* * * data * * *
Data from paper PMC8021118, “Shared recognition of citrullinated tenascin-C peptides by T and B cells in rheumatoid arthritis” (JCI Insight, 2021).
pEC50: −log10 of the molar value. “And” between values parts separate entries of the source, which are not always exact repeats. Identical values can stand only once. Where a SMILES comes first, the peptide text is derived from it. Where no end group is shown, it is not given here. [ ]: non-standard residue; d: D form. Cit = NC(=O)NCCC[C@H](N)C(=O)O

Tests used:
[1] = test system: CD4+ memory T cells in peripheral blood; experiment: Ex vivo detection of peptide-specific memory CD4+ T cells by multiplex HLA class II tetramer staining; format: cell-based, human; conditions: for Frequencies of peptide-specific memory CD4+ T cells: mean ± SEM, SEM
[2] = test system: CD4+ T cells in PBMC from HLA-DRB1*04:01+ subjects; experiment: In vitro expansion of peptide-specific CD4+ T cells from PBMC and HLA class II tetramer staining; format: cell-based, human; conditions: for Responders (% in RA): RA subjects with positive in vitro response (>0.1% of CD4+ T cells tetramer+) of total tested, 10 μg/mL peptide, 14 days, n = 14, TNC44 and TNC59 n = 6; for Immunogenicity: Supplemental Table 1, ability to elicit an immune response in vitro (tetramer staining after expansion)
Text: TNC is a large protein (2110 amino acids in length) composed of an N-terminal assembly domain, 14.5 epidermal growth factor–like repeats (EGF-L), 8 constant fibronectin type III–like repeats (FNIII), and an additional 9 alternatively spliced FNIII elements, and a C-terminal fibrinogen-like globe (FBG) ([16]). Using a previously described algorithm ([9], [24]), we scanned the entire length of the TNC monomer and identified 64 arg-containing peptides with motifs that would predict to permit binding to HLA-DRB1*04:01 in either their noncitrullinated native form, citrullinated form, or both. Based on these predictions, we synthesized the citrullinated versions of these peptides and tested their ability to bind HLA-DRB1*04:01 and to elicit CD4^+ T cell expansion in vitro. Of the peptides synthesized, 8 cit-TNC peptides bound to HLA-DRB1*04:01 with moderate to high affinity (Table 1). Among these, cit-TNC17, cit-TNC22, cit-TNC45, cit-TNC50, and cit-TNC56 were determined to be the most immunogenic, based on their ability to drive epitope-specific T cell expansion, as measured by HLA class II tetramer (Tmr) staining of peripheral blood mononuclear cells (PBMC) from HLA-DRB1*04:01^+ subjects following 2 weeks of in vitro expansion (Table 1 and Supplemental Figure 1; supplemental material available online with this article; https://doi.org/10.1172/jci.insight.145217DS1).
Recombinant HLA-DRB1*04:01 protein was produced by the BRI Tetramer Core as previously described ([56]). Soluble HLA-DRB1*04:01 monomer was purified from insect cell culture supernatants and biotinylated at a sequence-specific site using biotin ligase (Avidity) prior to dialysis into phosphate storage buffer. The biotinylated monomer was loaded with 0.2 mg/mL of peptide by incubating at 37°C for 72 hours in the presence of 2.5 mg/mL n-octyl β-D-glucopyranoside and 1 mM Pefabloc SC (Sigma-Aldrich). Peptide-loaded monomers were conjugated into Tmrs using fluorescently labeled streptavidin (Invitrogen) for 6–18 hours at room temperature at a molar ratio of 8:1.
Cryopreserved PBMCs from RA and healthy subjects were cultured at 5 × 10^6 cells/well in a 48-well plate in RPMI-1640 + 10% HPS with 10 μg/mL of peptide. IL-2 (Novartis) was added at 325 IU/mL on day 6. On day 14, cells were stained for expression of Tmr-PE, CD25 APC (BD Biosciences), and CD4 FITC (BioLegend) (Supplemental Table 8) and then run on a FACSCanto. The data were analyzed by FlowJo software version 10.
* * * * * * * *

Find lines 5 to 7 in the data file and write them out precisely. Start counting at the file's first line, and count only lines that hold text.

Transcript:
[2] = test system: CD4+ T cells in PBMC from HLA-DRB1*04:01+ subjects; experiment: In vitro expansion of peptide-specific CD4+ T cells from PBMC and HLA class II tetramer staining; format: cell-based, human; conditions: for Responders (% in RA): RA subjects with positive in vitro response (>0.1% of CD4+ T cells tetramer+) of total tested, 10 μg/mL peptide, 14 days, n = 14, TNC44 and TNC59 n = 6; for Immunogenicity: Supplemental Table 1, ability to elicit an immune response in vitro (tetramer staining after expansion)
Text: TNC is a large protein (2110 amino acids in length) composed of an N-terminal assembly domain, 14.5 epidermal growth factor–like repeats (EGF-L), 8 constant fibronectin type III–like repeats (FNIII), and an additional 9 alternatively spliced FNIII elements, and a C-terminal fibrinogen-like globe (FBG) ([16]). Using a previously described algorithm ([9], [24]), we scanned the entire length of the TNC monomer and identified 64 arg-containing peptides with motifs that would predict to permit binding to HLA-DRB1*04:01 in either their noncitrullinated native form, citrullinated form, or both. Based on these predictions, we synthesized the citrullinated versions of these peptides and tested their ability to bind HLA-DRB1*04:01 and to elicit CD4^+ T cell expansion in vitro. Of the peptides synthesized, 8 cit-TNC peptides bound to HLA-DRB1*04:01 with moderate to high affinity (Table 1). Among these, cit-TNC17, cit-TNC22, cit-TNC45, cit-TNC50, and cit-TNC56 were determined to be the most immunogenic, based on their ability to drive epitope-specific T cell expansion, as measured by HLA class II tetramer (Tmr) staining of peripheral blood mononuclear cells (PBMC) from HLA-DRB1*04:01^+ subjects following 2 weeks of in vitro expansion (Table 1 and Supplemental Figure 1; supplemental material available online with this article; https://doi.org/10.1172/jci.insight.145217DS1).
Recombinant HLA-DRB1*04:01 protein was produced by the BRI Tetramer Core as previously described ([56]). Soluble HLA-DRB1*04:01 monomer was purified from insect cell culture supernatants and biotinylated at a sequence-specific site using biotin ligase (Avidity) prior to dialysis into phosphate storage buffer. The biotinylated monomer was loaded with 0.2 mg/mL of peptide by incubating at 37°C for 72 hours in the presence of 2.5 mg/mL n-octyl β-D-glucopyranoside and 1 mM Pefabloc SC (Sigma-Aldrich). Peptide-loaded monomers were conjugated into Tmrs using fluorescently labeled streptavidin (Invitrogen) for 6–18 hours at room temperature at a molar ratio of 8:1.